A Little Lesson in Moral Theology

I am no moral theologian, but I understand some basics, and if more people understood the basics of Catholic moral theology they would understand (even if they did not agree with) the Catholic teaching on certain moral actions much debated in our society.

The basic principle is this: every action is always either objectively right or wrong. Unless the action is involuntary (like sneezing) it has a moral dimension. Some actions are always right. Other actions are always–objectively wrong. There are absolutes.

However, while the morality of the action is immutable, the culpability of the person (how guilty they are) can be lessened or increased because of the circumstances and the intention.

So, for example, abortion is always wrong. Let’s say, however, that a fifteen year old girl who has been abused by her step father is brought to the abortion clinic. She doesn’t know what’s going on except she “has a problem” the doctor is going to fix. The abortionist completes the abortion and the step father pays for it. The girl did an objectively sinful action, but her ignorance, the circumstances and intention lessen her culpability to such an extent that we can safely say she is not guilty. The step father and abortionist, on the other hand, know what they are doing and have chosen, with full knowledge to do the sinful action.

Their guilt is huge.

This same reasoning is applied to all sorts of moral decisions, and without doubt many are very complex and right judgements are hard, but there is a method and a rationale and if more people (Catholics included) understood the principles there would be a wider ability to make right judgements rather than relying on sentimentality, subjectivism and wallowing in complete moral relativity.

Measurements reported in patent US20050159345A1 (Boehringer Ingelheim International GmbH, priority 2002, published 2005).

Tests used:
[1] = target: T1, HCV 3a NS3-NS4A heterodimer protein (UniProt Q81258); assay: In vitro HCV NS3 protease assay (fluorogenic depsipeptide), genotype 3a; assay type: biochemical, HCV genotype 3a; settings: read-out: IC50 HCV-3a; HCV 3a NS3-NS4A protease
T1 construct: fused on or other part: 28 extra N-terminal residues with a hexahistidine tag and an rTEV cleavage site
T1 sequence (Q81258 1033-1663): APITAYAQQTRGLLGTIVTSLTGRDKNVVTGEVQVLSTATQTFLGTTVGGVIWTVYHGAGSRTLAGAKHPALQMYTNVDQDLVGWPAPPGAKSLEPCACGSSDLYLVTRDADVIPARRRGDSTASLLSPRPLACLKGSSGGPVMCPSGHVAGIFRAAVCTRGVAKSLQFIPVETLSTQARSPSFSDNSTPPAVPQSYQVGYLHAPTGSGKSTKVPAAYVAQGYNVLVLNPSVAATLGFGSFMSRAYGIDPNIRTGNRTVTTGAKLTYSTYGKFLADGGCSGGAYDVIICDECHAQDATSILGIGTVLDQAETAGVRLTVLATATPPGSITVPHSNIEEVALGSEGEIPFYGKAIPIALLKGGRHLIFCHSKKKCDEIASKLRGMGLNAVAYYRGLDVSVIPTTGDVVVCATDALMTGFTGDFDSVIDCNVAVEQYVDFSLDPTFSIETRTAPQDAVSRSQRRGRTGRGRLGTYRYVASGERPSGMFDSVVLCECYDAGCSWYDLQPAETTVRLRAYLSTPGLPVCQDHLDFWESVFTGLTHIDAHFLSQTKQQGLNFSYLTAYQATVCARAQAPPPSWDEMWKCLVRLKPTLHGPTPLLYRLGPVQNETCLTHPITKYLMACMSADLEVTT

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  • http://petersbarque.blogspot.com/ TheOrdinaryCatholic

    Getting people to leave sentimentality and emotion behind in regards to moral or immoral acts is very difficult today. Many of the younger generation have grown up in an era where moral relativity and “what’s good for me” has been pounded into their skulls. Not that it’s impossible to battle, but a battle it is. I suppose the first step would be to acknowledge that there ARE absolutes when it comes to right and wrong actions and consequences that result from these actions. I’m not quite sure how to begin to roll back the current trend that all actions are subjective to whether one believes it is wrong or right for them. I suppose prayer would be a good place to start…